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June 19, 2008

Purdue experts offer options for replanting flooded cornfields

WEST LAFAYETTE, Ind. - Farmers with flooded corn fields have many considerations to make if they want to replant another crop this year, according to Purdue University agricultural experts.

Farmers in southern Indiana may try to replant corn up until the end of this month, according to Bob Nielsen, Purdue Extension corn specialist. "Most of us believe, however, that corn planted in late June will yield only about 50 percent of that planted during normal periods," he said.

Because of the lateness of the season, farmers may want to switch to soybeans that generally may be planted later than corn. However, a potential problem is that herbicides that were applied to corn may inhibit soybean growth. "The only herbicides labeled for use in corn which would allow replanting soybeans immediately are Prowl and Python," said Bill Johnson, Purdue Extension weed specialist.

 All other soil-applied corn herbicides require several months before soybeans can be planted in treated fields. Most of the postemergence herbicides have shorter rotational intervals, but would still require a couple of weeks before soybean planting, he said.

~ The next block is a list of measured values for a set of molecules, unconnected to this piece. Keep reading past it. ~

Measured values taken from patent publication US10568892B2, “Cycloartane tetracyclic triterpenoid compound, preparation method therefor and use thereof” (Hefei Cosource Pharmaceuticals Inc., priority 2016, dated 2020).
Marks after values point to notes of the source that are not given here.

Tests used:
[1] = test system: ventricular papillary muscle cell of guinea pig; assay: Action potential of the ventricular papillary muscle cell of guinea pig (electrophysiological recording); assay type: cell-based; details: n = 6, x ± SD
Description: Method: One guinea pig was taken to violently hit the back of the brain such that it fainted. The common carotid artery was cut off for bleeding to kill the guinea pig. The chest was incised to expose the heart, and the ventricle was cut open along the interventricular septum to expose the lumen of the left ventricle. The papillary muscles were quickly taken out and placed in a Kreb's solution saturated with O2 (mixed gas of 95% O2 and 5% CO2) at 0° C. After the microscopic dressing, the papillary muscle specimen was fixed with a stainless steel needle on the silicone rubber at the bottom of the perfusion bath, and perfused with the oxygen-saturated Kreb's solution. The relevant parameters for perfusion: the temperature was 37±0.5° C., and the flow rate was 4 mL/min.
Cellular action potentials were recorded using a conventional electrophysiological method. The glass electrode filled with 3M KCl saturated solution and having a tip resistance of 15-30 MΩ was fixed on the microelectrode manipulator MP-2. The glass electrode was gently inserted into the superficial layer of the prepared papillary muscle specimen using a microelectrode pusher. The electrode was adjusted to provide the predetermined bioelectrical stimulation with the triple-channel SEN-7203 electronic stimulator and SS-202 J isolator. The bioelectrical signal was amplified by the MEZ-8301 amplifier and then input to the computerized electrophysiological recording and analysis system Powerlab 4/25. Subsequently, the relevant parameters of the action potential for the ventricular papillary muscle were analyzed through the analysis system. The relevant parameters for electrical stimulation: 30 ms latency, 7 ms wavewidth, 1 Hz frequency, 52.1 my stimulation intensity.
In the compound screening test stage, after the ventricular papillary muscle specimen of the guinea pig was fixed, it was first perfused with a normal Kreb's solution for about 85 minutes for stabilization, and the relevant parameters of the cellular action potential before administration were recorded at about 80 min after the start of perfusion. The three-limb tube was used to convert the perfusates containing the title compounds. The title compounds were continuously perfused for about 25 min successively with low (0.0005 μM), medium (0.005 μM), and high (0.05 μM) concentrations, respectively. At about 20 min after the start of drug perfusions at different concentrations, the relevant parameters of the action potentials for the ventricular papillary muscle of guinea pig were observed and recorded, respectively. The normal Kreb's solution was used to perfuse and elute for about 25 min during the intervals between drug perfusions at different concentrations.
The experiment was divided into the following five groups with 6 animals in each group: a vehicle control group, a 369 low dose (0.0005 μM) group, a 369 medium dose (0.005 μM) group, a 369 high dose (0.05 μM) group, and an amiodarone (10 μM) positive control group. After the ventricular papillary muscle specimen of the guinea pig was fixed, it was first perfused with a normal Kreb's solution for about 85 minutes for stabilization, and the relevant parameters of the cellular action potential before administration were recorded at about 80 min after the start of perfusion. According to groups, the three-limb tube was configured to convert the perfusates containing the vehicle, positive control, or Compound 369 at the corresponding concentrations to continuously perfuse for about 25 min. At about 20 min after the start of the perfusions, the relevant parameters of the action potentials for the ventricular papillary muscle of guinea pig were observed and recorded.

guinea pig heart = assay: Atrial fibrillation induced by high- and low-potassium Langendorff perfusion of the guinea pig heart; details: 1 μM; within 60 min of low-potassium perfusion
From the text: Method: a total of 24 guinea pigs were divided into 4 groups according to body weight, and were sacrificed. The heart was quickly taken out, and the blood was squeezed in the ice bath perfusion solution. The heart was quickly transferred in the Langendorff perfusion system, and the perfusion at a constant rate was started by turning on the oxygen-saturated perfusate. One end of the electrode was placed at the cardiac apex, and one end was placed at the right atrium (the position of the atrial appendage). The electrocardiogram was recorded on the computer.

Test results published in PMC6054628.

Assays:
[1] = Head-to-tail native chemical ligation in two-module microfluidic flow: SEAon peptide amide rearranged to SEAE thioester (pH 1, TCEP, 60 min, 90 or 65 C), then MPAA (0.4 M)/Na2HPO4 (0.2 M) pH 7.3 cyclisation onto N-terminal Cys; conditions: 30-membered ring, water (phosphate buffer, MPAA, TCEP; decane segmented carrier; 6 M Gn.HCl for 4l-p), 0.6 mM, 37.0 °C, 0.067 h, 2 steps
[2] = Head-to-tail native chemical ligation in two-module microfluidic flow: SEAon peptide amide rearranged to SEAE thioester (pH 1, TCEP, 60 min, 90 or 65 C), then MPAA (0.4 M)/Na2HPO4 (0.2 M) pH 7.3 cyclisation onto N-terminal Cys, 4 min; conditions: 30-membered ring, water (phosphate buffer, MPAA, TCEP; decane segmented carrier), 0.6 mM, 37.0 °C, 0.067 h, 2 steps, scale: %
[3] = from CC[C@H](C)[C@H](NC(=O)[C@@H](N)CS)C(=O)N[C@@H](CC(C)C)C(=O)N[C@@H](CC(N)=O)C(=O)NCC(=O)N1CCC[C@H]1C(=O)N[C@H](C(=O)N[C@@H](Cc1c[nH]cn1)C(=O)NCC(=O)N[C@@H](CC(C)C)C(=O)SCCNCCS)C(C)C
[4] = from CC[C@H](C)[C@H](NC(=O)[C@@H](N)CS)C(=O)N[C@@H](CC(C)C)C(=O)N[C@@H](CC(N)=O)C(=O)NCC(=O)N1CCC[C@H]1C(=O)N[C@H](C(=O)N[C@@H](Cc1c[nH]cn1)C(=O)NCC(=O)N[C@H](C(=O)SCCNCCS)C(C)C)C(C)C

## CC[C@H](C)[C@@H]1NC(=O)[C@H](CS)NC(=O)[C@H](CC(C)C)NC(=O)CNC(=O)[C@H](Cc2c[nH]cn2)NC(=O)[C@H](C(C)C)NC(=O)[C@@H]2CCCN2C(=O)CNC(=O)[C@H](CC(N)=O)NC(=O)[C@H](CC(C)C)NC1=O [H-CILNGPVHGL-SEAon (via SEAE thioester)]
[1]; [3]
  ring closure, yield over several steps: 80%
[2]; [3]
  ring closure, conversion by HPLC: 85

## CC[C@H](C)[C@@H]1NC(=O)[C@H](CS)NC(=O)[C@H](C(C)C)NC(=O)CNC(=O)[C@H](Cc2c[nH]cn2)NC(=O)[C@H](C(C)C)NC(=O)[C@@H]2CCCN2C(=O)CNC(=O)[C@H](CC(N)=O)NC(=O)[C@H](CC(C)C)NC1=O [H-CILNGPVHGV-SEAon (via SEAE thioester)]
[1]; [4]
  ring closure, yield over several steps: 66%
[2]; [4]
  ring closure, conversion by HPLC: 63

Farmers looking for another possibility may choose sorghum said Nielsen. In southern Indiana, sorghum may be planted as late as the end of June or early July. "Grain sorghum is an acceptable crop alternative to corn for hog and cattle producers," said Nielsen. "However, because sorghum is not widely grown in Indiana, the availability of sorghum seed may be limited."

Nielsen also said farmers who have never grown sorghum before will need to learn the "ins and outs" of this crop. "For example, field dry-down of sorghum can be slow and unpredictable," he said.

Another option may be to plant a summer forage crop such as pearl or German millet, sudangrass, sorghum-sudangrass or perhaps oats later in the summer, said Keith Johnson, Purdue Extension forage specialist. "This might be a consideration for row-crop farmers who also have livestock," he said.

Regardless of the crop selected, insured farmers must check with the crop insurance company to make sure that it will release the flood-damaged area for replanting, said Purdue agricultural economist George Patrick.

"It may be that the company requires the producer to leave some of the original crop in the field to mature, as a way to help determine the exact loss associated with the flood damage," Patrick said.

More information on replanting options is available online at

Writer: Beth Forbes, (765) 494-2722,

Sources: Bob Nielsen, (765) 494-4802,

Bill Johnson, 765 494-4656,

Keith Johnson, 765 49-44800,

George Patrick, 765 494-4241,

Ag Communications: (765) 494-2722;
Beth Forbes,
Agriculture News Page

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